The main pieces are the beds which I got at flea markets. I do have a new favorite place that I check into often. It’s the Hampton Expo Flea Market on Daisy Bates. As I recommend with all flea markets…you have to check often. You just never know when you’ll walk in and find the perfect piece of furniture for next to nothing. The beds were both around $40 each. Lucy’s bed had to be completely stripped down from a couple of horrible paint jobs. It was quite the undertaking, but it has such beautiful detailing, I could just see it through the horrible black paint job…and I had to have it. My girls are so very different and I wanted the room to coordinate, but still allow for their own space. Having different beds but painted the same color worked perfectly for this.
The little bedside table was also from my favorite little flea market. I decided not to paint it at all because it just fit perfectly how it was. Their dresser actually belonged to my great aunt and has been stored away for years in a storage building. My dad spent months stripping the paint, fixing it up and repainting it for the girls. I wanted to keep it simple in color because it was an antique and the beds were already such a strong color piece in the room. I absolutely love finding old pieces and bringing them back to life.
I also wanted to have a strong handmade feel to the room. I made the curtains and all the decorations from the bed buntings to the name prints. I wanted it to be very personal. It was so fun to make and the girls just love it! The biggest and brightest piece in the room is the pom cloud that hangs above their beds. Which consists of several packages of tissue paper and some wire…and hanging it just out of reach. It really adds so much to the room, especially since they have such a high ceiling. It kind of pulls everything together and allows for little splurges of different colors all over the room. Nothing in the room is matchy matchy, but it all coordinates.
Did your girls help with the design?
Yes, they did indeed help with the design. They actually picked the bed color which was a pretty big deal. I gave them a stack of paint choices and they picked this one and we went from there. Lucy actually picked out the bookshelf color and painted most of it herself. We just stapled on a vintage sheet to the old backing and nailed it back in place. She also helped sand down her own bed. Both girls helped design their own name prints. They picked out the colors and letter patterns. Lucy chose a vintage floral and Olive chose cherries. Their favorite part was setting the table and their dresser for the pictures and making sure to add their own personal touch.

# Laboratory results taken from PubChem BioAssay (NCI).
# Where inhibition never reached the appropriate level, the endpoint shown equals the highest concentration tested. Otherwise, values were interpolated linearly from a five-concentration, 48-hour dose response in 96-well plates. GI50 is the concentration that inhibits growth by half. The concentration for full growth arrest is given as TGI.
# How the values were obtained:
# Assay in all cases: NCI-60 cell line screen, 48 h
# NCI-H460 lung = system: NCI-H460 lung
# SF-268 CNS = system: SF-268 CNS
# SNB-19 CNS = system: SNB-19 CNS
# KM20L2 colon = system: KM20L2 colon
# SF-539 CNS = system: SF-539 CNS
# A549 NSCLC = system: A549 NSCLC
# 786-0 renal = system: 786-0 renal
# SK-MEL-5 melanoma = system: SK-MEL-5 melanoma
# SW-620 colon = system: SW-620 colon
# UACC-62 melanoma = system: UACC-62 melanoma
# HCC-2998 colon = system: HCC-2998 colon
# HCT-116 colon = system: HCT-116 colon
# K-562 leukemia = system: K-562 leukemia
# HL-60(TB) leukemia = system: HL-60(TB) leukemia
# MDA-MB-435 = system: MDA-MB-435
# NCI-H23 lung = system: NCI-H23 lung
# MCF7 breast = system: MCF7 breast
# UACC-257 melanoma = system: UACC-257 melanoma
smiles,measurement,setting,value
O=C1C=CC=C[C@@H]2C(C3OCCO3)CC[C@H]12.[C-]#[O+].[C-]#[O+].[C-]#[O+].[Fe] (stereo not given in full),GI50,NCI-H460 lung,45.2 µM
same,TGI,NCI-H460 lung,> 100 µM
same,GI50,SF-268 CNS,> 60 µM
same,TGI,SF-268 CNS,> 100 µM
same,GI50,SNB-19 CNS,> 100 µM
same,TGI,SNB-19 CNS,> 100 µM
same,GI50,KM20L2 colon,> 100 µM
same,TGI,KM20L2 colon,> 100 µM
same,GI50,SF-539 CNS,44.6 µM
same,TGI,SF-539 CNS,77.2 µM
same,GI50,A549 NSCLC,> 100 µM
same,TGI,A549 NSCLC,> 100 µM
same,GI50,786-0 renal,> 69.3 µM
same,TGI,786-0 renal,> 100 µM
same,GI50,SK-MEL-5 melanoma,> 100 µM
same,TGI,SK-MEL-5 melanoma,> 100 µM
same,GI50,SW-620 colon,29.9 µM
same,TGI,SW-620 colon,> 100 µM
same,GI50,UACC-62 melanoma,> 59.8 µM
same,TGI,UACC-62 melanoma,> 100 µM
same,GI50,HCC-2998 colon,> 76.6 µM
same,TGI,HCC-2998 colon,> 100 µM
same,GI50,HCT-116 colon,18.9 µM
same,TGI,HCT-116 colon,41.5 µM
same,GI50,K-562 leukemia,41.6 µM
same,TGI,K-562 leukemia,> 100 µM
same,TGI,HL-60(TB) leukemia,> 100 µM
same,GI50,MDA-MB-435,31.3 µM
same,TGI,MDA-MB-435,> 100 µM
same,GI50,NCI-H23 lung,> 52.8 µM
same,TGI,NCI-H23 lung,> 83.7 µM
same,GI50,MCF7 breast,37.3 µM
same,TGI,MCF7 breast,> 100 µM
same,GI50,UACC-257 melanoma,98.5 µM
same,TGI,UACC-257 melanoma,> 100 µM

Are there pieces that will “grow” with them as they get older?
Definitely the beds and dresser. The beds are purposely very low to the ground for now, but we’ll eventually add box springs as they get older and bigger. And the dresser will obviously be around for years to come.
What’s your favorite thing about the result?
My favorite thing about the room is that it doesn’t look like anyone else’s room. And they love it so much. Even when it’s messy (which is often), at least it’s a relatively pretty mess. It’s bright and lovely and so inviting.
Thanks to Christen for sharing her renovation with us! If you have a Reader Renovation to share, send your submission to us via email at email@example.com.
We celebrate family life in the August issue of At Home, so we’ve asked a group of Arkansas moms to contribute a bit of what they do best on the blog this month. Kicking off our Family Style series is writer and blogger, Kyran Pittman. Learn more about Kyran at her blog, PlantingDandelions.com, and in the August issue’s At Home With feature.
The late, great humorist Nora Ephron wrote that “if pregnancy were a book, they would cut the last two chapters.” The same could be said of Arkansas summer. July and August are superfluous and overwrought. Cut them, or give us the Reader’s Digest version: a week just sultry enough to call for a hand fan and a mint julep. Those forced to endure late pregnancy and late Arkansas summer simultaneously should be evacuated to Canada on humanitarian grounds.
As for the rest of us sweltering wretches trapped at home, here are my strategies for surviving Southern summer after it’s jumped the shark.